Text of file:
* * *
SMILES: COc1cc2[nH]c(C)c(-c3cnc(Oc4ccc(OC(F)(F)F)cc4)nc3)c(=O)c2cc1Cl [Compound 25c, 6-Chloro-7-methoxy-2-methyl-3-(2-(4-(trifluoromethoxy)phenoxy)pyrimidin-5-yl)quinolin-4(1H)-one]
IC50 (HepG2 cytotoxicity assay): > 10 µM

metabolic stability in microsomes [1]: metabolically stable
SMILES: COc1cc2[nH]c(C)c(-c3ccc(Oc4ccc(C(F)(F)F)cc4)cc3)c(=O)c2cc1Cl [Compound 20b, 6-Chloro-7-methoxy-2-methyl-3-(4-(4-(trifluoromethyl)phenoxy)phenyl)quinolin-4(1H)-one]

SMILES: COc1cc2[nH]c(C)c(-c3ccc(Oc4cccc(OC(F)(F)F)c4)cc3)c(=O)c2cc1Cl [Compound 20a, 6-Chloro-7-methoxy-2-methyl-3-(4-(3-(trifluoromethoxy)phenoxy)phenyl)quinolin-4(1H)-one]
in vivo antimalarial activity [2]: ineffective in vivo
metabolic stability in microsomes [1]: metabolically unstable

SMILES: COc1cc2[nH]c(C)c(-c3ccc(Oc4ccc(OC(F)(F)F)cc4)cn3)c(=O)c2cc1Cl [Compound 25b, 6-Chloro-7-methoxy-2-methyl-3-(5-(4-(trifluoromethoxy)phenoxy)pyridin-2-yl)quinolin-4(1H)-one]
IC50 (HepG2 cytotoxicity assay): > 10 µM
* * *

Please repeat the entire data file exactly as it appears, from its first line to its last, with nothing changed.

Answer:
SMILES: COc1cc2[nH]c(C)c(-c3cnc(Oc4ccc(OC(F)(F)F)cc4)nc3)c(=O)c2cc1Cl [Compound 25c, 6-Chloro-7-methoxy-2-methyl-3-(2-(4-(trifluoromethoxy)phenoxy)pyrimidin-5-yl)quinolin-4(1H)-one]
IC50 (HepG2 cytotoxicity assay): > 10 µM

metabolic stability in microsomes [1]: metabolically stable
SMILES: COc1cc2[nH]c(C)c(-c3ccc(Oc4ccc(C(F)(F)F)cc4)cc3)c(=O)c2cc1Cl [Compound 20b, 6-Chloro-7-methoxy-2-methyl-3-(4-(4-(trifluoromethyl)phenoxy)phenyl)quinolin-4(1H)-one]

SMILES: COc1cc2[nH]c(C)c(-c3ccc(Oc4cccc(OC(F)(F)F)c4)cc3)c(=O)c2cc1Cl [Compound 20a, 6-Chloro-7-methoxy-2-methyl-3-(4-(3-(trifluoromethoxy)phenoxy)phenyl)quinolin-4(1H)-one]
in vivo antimalarial activity [2]: ineffective in vivo
metabolic stability in microsomes [1]: metabolically unstable

SMILES: COc1cc2[nH]c(C)c(-c3ccc(Oc4ccc(OC(F)(F)F)cc4)cn3)c(=O)c2cc1Cl [Compound 25b, 6-Chloro-7-methoxy-2-methyl-3-(5-(4-(trifluoromethoxy)phenoxy)pyridin-2-yl)quinolin-4(1H)-one]
IC50 (HepG2 cytotoxicity assay): > 10 µM